By William Baer
In William Baer’s Times Square and Other Stories, there are everyday characters walking extraordinary paths for love; there are smart, skillful characters struggling to reconcile their viewpoints and convictions with the status quo in fields such as art, education, the cinema and religious doctrine. There is baseball and the story of the skills, training and ethics of pitching in the big leagues. And there is war and an enemy invasion juxtaposed with a do-or-die chess game. The stories take us coast to coast from New York to LA, away to South America, and overseas to Eastern and Western Europe. This is a fun-filled, fact-filled collection that smoothly melds scholarship with the everyday for unique, fresh, and highly intelligent stories, which are also highly entertaining.
How wonderful to come across such a serious collection of short stories! Not “serious” as in boring and tendentious; but serious as in grown-up, broadminded, large-hearted, sharply observed, and dryly, obliquely funny. Bill Baer’s fiction kicks ass.
— Pinckney Benedict, author of Town Smoke
As elegantly written as they are inventive, the short stories in Times Square and Other Stories engage the reader all the way from the title piece, an ambitious tale that draws upon art, love, and the complex beauty of the human narrative, through eight other works that touch upon the timeless questions of what it means to create and to act, to be and to pretend. Baer’s collection achieves that Horatian goal so sorely lacking in much of contemporary fiction—informing while delighting at the same time. The obligation to craft is taken very seriously in these pages, but the effort that undoubtedly went into their composition could easily be overlooked due to the skill with which they are rendered, and the degree to which they are enjoyed.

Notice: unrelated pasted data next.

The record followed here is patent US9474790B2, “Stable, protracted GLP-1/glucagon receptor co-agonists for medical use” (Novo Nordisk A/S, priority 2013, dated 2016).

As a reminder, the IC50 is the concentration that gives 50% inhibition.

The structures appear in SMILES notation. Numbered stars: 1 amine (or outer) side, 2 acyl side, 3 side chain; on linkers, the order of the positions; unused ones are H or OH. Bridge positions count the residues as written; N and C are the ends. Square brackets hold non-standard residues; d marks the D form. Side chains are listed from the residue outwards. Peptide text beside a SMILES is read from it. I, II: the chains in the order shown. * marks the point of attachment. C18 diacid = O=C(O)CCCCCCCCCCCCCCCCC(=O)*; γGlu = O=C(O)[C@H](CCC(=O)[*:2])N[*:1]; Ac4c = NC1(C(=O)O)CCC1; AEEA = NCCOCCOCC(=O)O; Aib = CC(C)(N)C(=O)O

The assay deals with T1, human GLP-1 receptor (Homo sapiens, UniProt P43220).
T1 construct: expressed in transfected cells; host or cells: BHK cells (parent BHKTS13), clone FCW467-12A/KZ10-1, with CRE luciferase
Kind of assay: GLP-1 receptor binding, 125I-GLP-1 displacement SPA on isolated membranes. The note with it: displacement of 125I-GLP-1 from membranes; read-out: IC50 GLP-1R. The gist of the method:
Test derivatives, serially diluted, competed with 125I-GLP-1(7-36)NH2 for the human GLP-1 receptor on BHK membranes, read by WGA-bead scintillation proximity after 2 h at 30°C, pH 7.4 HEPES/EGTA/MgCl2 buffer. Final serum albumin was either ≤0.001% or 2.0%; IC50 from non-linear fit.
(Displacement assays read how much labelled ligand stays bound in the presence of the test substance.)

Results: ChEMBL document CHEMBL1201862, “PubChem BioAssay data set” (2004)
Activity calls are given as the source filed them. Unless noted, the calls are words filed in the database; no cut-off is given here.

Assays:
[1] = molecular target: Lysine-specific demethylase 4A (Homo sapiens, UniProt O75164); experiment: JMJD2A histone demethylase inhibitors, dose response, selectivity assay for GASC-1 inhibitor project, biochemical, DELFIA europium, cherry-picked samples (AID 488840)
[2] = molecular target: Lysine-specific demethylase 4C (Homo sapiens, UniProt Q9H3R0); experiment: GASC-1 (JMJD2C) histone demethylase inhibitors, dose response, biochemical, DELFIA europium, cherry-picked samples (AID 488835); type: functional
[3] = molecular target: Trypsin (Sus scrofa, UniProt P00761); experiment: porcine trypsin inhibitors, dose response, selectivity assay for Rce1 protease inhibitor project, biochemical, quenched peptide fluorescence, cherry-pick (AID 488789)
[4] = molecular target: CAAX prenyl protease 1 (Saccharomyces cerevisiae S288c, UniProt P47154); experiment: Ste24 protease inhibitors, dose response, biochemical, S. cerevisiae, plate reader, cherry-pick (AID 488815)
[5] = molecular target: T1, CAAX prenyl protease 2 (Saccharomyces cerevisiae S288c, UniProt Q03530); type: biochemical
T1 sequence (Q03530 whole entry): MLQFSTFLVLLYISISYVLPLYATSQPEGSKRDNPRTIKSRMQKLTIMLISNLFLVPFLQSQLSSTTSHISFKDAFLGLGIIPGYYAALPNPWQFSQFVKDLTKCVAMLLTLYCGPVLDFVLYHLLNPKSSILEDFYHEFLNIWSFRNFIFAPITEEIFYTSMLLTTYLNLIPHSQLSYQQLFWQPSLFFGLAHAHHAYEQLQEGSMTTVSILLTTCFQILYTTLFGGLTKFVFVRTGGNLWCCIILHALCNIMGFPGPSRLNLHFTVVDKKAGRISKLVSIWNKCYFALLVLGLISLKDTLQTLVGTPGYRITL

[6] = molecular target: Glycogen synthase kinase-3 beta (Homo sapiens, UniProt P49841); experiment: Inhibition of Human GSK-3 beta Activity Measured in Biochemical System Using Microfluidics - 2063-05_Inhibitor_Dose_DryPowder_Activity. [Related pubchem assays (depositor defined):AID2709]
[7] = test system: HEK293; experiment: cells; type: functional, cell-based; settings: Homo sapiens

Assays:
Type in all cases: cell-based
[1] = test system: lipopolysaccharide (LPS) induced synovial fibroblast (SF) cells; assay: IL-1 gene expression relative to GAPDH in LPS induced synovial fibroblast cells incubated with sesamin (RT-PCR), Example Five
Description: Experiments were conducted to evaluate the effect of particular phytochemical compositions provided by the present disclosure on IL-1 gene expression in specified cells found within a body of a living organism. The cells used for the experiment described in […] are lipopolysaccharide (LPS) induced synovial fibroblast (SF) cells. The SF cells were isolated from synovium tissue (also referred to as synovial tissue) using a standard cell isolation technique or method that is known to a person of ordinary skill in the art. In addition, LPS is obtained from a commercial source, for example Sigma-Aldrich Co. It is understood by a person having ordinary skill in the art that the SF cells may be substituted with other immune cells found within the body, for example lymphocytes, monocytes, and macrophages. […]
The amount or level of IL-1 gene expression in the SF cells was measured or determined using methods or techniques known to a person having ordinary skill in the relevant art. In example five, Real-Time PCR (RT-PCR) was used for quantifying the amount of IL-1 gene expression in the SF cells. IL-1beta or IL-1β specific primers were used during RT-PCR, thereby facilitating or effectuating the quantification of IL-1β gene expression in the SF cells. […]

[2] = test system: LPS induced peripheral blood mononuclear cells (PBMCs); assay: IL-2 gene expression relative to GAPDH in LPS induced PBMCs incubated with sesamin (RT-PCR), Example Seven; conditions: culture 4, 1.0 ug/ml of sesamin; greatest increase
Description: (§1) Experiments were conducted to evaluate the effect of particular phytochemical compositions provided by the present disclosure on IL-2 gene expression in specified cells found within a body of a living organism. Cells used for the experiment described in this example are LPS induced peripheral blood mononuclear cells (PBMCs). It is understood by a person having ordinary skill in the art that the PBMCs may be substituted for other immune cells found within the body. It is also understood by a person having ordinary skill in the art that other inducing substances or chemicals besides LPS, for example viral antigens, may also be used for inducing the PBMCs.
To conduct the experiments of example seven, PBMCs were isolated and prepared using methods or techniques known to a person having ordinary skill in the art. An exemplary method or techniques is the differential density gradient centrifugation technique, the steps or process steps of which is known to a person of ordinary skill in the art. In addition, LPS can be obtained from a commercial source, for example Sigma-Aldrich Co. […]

— A.G. Harmon, author of A House All Stilled
Times Square and Other Stories, William Baer’s twice-measured fictions, channel the reflecting reflections of James and Borges back into our self-conscious consciousness. Like the four-story signs plastering the “real” Times Square, these signs sing themselves, maps as detailed as the things they represent. These fictions resuscitate Poe’s unities of effects, breathing life back into the simulacrum of life. I loved this book; it can’t help but blurb itself!
— Michael Martone, author of Four for a Quarter
William Baer, a recent Guggenheim fellow, is the author of eighteen books including The Ballad Rode into Town; Luís de Camões: Selected Sonnets; and Classic American Films: Conversations with the Screenwriters. His short stories have been published in The Iowa Review, Kansas Quarterly, The Chariton Review, The Dalhousie Review, and many other literary journals. He’s also a former Fulbright in Portugal and the recipient of a Creative Writing Fellowship in fiction from the National Endowment for the Arts.
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